Pope John Paul II celebrated his 83rd birthday Sunday with an open-air Mass and requests for prayers so he can continue his pontificate — yet another indication one of the longest-serving popes is determined to press on despite his age and ailments.
John Paul also used his birthday Mass to stress one of the hallmarks of his 25-year papacy, elevating two Poles and two Italians to sainthood before tens of thousands of people gathered under a brilliant spring sun in St. Peter's Square.
Thousands of John Paul's own countrymen made a "national pilgrimage" to Rome for the birthday and canonization ceremony, waving handkerchiefs, cheering Poland's favorite son and joining the crowd for an occasional "Happy Birthday."
John Paul, who has repeatedly brushed aside suggestions he would step down because of his ailments, did so again after acknowledging birthday greetings from around the world.
He asked for people to continue to pray for him so he could "faithfully carry out the mission that the Lord has entrusted to me."
The Poles in the crowd responded with "Stolat," a traditional Polish toast meaning "May you live 100 years."
John Paul appeared in good form and spirits during the 2 1/2-hour service and spoke in a strong voice as he sat on the altar in front of St. Peter's Basilica in a hydraulic chair that allows him to celebrate Mass while seated.
His newfound vigor was in sharp contrast to his birthday celebrations a year ago, when an ailing John Paul struggled to read a few lines of his speech before turning it over to an aide to finish.
At that time, two prominent Vatican officials said they thought the pope would retire if his frail health deteriorated to the point where he no longer could govern his Church.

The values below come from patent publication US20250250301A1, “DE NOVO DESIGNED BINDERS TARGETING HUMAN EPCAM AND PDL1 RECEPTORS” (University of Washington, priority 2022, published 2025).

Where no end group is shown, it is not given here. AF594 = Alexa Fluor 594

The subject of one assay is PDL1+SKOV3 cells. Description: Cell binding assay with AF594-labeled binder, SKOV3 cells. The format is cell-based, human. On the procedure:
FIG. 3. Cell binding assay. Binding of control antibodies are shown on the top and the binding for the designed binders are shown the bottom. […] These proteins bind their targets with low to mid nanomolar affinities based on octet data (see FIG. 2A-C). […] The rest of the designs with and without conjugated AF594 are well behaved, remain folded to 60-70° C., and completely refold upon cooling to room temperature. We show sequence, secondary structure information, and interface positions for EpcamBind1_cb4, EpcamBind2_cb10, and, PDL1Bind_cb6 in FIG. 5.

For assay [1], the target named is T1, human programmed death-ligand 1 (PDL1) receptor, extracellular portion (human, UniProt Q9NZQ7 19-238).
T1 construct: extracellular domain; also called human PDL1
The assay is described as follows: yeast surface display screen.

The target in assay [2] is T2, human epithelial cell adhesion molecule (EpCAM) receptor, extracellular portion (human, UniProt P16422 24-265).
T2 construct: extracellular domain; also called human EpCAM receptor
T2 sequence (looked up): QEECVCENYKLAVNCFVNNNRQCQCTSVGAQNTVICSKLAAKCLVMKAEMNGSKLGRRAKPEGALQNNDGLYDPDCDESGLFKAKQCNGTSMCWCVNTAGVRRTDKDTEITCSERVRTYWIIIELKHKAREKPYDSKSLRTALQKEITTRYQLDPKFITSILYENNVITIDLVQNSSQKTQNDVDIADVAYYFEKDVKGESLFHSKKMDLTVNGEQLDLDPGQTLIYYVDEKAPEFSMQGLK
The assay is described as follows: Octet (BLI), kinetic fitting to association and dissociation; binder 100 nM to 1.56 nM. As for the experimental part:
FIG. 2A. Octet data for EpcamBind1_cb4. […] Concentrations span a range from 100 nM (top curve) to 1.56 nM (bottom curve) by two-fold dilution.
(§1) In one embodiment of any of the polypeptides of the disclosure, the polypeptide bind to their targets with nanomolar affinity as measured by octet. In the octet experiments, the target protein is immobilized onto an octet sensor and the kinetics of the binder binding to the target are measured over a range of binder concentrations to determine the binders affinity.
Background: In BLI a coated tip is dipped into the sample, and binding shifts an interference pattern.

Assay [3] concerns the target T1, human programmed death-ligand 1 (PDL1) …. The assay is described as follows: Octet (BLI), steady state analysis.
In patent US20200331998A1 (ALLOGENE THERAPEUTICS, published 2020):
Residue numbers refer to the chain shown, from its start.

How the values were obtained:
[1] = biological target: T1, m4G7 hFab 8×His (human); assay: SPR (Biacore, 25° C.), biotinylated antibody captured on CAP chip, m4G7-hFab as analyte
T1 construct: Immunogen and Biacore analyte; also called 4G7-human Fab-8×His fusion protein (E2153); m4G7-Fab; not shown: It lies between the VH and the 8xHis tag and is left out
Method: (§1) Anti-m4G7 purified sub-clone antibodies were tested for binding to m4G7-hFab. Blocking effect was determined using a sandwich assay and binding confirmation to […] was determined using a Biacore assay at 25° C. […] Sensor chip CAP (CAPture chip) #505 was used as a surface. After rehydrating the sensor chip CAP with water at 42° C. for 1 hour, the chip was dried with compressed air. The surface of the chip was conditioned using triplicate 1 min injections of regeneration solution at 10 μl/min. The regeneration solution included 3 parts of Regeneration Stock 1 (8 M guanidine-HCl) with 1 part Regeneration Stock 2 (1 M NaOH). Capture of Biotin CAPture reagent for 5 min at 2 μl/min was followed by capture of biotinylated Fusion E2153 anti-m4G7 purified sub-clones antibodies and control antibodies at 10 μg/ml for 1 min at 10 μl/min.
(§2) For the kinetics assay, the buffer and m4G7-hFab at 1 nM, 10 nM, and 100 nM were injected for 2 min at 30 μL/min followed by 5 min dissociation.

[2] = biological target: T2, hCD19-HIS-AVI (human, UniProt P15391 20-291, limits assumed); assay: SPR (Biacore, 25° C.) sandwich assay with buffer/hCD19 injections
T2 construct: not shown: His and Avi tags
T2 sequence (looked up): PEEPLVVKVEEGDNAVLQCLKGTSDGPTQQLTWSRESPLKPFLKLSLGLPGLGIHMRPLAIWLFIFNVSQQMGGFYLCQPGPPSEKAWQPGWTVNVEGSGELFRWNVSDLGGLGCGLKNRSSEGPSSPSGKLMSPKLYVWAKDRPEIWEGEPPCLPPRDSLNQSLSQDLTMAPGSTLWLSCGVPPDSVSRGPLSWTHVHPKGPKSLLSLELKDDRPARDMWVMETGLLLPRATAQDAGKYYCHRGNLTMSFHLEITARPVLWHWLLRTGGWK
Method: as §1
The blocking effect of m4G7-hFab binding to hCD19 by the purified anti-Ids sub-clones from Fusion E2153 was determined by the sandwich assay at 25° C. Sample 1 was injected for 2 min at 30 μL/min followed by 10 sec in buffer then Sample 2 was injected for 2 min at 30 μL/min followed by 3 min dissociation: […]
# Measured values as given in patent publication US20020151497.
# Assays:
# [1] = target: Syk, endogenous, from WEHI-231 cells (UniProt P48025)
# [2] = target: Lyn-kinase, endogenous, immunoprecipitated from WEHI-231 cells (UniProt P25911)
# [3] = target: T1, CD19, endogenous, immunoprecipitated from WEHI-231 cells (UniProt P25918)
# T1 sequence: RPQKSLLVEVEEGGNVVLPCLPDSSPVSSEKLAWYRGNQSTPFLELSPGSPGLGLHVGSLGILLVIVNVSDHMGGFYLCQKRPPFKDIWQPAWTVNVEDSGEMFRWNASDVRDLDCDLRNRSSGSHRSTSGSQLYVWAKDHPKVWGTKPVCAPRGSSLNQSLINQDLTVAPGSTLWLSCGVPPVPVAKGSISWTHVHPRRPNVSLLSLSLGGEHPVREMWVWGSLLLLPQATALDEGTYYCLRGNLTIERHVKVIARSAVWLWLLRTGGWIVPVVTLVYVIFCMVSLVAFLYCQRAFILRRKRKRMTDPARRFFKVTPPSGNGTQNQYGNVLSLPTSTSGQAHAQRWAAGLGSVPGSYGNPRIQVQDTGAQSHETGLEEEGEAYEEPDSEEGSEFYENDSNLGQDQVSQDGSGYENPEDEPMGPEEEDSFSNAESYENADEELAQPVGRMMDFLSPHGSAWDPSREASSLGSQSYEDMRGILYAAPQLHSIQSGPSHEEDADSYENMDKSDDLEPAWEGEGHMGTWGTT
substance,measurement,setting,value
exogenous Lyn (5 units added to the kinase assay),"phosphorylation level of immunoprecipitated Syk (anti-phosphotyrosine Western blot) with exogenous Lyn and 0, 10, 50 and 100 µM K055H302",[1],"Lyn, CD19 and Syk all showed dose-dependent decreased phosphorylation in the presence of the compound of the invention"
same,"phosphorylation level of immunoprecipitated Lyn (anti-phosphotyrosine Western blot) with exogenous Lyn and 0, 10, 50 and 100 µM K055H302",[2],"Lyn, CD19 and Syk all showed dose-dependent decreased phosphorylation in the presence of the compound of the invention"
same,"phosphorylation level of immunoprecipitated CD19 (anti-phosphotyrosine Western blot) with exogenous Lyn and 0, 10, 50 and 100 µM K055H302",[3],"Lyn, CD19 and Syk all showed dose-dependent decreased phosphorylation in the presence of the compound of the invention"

On Sunday, John Paul held up the four new saints as models for today's Christians, quoting one as saying "no condition or age can be considered an obstacle to a perfect life."
John Paul received birthday greetings in Latin from one of his closest advisers, Cardinal Joseph Ratzinger, who said he was expressing the gratitude of "innumerable people from around the world, well beyond the confines of the Catholic Church, even outside the Christian world."
Seated in a VIP area in the square were members of Italy's former royal family, visiting Rome after a half-century of exile.
Italian media noted something of a protocol gaffe on the part Marina Doria, wife of Victor Emmanuel, son of Italy's last king. She wore white, which under Church protocol is reserved for reigning queens.
Also attending the ceremony was a large Polish delegation, including the country's president, Aleksander Kwasniewski, and leading officials of Poland's powerful Roman Catholic Church.
After the ceremony, John Paul held a private luncheon with his top aides and the head of the Polish Church, Cardinal Jozef Glemp. The rest of the Polish delegation, including the president, lunched at a restaurant on top of the Vatican garage.
The birthday celebration was one of a series of milestones for John Paul, who recently became the fourth longest-serving pope in history. A visit to Croatia next month will be his 100th foreign tour, while the Church is preparing to mark his 25th anniversary as pontiff on Oct. 16.
On Saturday, a top Vatican official acknowledged what many observers have long suspected -- that John Paul suffers from Parkinson's disease. Cardinal Giovanni Battista Re, head of the Congregation of Bishops, said in a newspaper interview that prayer allows the pope to cope with the ailment.
The Vatican has never officially acknowledged the source of the pope's trembling hands and slurred speech, typical symptoms of the degenerative neurological disorder.
John Paul also suffers from crippling knee and hip ailments.
But he has appeared stronger in recent months. The Vatican attributes the improvement to rest and physical therapy, ruling any miracle cures.
With the four new saints proclaimed Sunday, all of them founders of religious orders, John Paul has now made 473 saints and is the greatest saint-maker in the Church's history.
The newest models for Christians are Jozef Sebastian Pelczar, a Polish bishop; Urszula Ledochowska, a Polish nun; Maria De Mattias, an Italian nun, and Virginia Centurione Bracelli, an Italian noblewoman.
© 2003 The Associated Press. All Rights Reserved. This material may not be published, broadcast, rewritten, or redistributed.